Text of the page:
A young motorist from the Clonmel area had a very lucky escape in Carrick-on-Suir last week when a teleporter came off the back of a lorry and struck her car as she drove past.
Gardai are investigating the freak accident that happened close to the railway bridge on the Pill Road around 12.30am last Wednesday, December 14 and have appealed to witnesses to the crash to contact Carrick-on-Suir Garda Station.
The driver of the Toyota car, that was destroyed in the accident, fortunately walked out of the vehicle. She was taken to Waterford Regional Hospital as a precaution for treatment for shock and any injuries
The truck transporting two John Deere tractors and the teleporter was travelling in the direction of Waterford and when it went under the rail bridge, it’s believed part of its load struck the safety beam across the eye of the bridge.
After passing through the bridge, the teleporter came off the trailer and struck the front of the passing car travelling in the opposite direction. Local resident Pat Lyons who took the photographs of the aftermath of the accident, was cycling on the busy N24 road when he came upon the accident scene.
He said the teleporter struck the front of the car, bounced over the top of the vehicle and then hit the back of the car.
“Only that the driver lay down across the passenger seat and the air bags came out it could have been much worse. She walked out of the car into the ambulance”.
Mr Lyons said the accident highlights the pressing need for a bypass of Carrick-on-Suir.
In the meantime, he believes the Road Safety Authority should examine improving safety precautions in the area around the rail bridge as there has already been one previous serious accident at this location. He has contacted several local councillors and urged them to secure road safety improvements.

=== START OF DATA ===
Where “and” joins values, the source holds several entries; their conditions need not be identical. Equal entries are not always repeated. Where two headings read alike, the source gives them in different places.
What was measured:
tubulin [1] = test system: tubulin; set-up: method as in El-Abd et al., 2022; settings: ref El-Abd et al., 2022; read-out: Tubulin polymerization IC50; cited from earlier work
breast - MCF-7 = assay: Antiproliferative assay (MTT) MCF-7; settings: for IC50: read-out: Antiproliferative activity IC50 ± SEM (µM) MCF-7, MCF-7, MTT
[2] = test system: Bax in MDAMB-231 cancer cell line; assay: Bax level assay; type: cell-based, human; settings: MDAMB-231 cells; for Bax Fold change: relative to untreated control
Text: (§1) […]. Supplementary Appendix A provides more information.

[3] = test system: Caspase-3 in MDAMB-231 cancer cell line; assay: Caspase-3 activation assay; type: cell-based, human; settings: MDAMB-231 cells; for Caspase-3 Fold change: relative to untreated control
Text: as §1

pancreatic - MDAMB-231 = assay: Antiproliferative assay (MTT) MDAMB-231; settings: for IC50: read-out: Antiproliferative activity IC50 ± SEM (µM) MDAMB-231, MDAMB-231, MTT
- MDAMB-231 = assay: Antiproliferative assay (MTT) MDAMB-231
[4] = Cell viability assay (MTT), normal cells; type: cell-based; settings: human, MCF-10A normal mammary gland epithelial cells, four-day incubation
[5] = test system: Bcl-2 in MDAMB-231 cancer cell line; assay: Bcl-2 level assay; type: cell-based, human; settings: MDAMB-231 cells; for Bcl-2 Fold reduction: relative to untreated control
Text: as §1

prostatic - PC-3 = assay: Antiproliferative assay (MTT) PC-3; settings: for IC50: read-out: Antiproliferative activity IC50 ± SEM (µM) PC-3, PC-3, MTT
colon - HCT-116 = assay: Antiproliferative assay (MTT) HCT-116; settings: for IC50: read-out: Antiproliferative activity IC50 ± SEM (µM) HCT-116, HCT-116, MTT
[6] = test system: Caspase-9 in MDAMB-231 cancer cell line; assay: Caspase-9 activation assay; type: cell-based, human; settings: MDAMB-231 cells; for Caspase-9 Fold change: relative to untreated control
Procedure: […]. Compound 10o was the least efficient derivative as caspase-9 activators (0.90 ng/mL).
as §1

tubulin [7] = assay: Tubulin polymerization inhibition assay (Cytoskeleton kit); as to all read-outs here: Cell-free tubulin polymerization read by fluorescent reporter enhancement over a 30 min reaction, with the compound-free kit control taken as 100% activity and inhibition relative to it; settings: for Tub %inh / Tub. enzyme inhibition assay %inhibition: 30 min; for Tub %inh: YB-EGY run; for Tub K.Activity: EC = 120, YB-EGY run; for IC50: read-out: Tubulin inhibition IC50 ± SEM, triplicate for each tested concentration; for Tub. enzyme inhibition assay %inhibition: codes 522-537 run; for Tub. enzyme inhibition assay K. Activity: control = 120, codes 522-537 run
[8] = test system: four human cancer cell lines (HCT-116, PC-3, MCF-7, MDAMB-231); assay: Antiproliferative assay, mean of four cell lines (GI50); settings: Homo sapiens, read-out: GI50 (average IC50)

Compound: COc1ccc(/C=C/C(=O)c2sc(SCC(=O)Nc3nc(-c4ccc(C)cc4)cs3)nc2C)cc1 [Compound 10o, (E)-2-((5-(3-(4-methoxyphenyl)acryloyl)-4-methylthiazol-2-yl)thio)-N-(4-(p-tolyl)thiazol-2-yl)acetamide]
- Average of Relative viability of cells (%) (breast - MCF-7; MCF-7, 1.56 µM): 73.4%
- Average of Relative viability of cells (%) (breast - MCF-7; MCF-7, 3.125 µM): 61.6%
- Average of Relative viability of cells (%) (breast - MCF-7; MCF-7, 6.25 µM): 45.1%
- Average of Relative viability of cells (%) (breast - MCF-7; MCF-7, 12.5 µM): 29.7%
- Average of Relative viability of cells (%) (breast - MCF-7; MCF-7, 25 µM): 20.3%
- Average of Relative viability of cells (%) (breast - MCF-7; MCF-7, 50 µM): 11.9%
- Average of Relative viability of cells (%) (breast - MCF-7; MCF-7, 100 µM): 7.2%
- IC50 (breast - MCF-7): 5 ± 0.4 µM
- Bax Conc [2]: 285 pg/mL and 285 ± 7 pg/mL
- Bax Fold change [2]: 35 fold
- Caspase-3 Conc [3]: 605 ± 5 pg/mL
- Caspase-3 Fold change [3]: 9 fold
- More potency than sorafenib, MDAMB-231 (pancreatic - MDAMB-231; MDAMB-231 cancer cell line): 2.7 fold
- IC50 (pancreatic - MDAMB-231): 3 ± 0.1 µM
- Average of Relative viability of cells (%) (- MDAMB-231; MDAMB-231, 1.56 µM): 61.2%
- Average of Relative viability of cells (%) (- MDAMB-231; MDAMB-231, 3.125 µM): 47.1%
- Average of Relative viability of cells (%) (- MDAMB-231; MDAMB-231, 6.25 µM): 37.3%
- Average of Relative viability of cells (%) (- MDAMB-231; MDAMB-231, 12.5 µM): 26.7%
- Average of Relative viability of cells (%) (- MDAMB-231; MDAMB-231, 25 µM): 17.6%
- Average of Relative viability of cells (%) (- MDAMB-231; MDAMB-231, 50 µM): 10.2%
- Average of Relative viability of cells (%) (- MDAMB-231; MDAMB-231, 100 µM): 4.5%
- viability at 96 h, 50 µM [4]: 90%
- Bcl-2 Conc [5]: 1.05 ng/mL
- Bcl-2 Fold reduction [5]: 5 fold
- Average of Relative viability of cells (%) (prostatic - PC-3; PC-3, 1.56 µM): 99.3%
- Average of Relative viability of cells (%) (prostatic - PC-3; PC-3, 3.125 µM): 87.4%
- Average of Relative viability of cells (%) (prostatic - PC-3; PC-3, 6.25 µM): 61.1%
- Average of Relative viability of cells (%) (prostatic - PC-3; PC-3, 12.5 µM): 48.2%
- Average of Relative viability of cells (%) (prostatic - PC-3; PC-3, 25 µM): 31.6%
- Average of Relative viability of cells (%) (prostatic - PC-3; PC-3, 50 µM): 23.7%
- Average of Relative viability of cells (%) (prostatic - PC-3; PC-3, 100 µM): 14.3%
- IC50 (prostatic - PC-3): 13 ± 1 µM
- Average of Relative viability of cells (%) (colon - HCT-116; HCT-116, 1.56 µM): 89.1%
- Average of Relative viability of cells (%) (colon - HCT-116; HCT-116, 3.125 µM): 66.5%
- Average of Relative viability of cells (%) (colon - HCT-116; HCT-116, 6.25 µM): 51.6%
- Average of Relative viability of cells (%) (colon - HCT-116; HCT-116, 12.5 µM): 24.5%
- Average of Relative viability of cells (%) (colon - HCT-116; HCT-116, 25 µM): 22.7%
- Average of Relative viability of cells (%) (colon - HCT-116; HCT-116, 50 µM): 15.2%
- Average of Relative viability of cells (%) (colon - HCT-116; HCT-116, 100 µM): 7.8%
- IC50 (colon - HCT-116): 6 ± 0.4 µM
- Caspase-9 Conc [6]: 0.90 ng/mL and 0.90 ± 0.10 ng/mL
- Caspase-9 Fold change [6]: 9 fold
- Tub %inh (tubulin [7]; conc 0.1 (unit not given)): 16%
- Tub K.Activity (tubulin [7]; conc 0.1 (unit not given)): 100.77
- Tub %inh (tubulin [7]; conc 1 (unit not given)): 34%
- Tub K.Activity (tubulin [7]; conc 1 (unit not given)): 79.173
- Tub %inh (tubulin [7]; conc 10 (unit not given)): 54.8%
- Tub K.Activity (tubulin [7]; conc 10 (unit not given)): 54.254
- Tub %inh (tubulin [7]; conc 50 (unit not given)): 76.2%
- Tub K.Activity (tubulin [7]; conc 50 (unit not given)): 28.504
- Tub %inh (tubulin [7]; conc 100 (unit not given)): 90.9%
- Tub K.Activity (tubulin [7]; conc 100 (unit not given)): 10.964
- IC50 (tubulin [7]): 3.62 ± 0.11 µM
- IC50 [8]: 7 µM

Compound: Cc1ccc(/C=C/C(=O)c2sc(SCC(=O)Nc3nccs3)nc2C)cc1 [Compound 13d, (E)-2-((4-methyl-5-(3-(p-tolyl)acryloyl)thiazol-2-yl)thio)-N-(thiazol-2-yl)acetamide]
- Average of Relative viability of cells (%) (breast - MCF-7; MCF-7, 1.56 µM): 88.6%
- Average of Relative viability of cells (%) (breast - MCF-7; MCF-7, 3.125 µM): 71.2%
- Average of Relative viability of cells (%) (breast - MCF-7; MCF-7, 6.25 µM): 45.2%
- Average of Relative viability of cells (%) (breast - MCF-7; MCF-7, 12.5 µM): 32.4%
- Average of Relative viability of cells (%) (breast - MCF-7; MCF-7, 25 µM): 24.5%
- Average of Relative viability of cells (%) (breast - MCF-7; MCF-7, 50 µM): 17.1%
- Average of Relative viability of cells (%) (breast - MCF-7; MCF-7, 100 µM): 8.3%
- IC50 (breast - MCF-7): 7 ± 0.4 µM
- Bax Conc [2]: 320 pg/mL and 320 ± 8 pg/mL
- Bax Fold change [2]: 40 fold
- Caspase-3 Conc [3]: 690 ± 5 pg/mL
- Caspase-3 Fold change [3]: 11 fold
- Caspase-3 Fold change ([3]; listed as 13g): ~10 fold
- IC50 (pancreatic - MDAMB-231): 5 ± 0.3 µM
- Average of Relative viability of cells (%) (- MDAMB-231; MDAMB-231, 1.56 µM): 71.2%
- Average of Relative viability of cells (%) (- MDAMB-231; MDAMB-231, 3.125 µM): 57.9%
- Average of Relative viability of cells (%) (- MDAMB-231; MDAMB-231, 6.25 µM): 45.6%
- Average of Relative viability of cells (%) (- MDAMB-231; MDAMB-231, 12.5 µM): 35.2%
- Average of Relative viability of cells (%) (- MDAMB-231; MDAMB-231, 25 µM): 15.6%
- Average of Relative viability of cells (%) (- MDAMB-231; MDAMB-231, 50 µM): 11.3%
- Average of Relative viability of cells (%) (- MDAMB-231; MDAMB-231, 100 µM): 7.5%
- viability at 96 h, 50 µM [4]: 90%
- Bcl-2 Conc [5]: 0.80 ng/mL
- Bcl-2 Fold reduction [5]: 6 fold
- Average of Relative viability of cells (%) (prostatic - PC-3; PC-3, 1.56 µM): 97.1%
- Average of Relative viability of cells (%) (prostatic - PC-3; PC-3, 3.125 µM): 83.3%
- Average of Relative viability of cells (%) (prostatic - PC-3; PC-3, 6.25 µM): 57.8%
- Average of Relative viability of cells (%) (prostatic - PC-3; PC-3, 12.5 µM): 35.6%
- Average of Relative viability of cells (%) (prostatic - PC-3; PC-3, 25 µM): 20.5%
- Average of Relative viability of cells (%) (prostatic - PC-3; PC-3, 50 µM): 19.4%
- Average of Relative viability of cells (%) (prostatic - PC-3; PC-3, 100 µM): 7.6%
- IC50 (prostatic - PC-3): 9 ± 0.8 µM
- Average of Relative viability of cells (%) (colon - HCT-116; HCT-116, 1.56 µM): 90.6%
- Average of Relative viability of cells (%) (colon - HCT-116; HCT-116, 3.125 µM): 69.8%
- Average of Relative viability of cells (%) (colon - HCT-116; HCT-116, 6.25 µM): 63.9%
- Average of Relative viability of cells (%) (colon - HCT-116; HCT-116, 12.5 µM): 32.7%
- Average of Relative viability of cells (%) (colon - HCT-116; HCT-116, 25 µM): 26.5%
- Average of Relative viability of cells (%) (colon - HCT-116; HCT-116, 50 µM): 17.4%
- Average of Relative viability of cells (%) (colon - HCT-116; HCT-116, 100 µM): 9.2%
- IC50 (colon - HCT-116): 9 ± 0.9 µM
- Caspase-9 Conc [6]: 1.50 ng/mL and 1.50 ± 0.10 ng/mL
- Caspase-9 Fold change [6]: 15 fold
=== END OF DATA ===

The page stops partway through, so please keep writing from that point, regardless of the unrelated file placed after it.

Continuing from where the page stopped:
He believes the warning signs about the rail bridge for lorry drivers is currently too close to the bridge to give them time to prepare.
Drivers must also be sure their load will comfortably go under this bridge before starting their journey and make alternative arrangements if they have any doubt, he said.
Mr Lyons expressed particular concern about the safety of the pedestrian footpath underneath the bridge and pointed out that only 10 minutes after the accident at least 100 school children walked up that road.
He said whenever he saw a large truck approaching the bridge, he stayed well clear of the area until it had gone because of the dangers.
Mr Lyons fears that someone will be killed at the rail bridge before action is taken to improve safety there.
“If something isn’t done, there will be a death there. It’s going to happen,” he warned.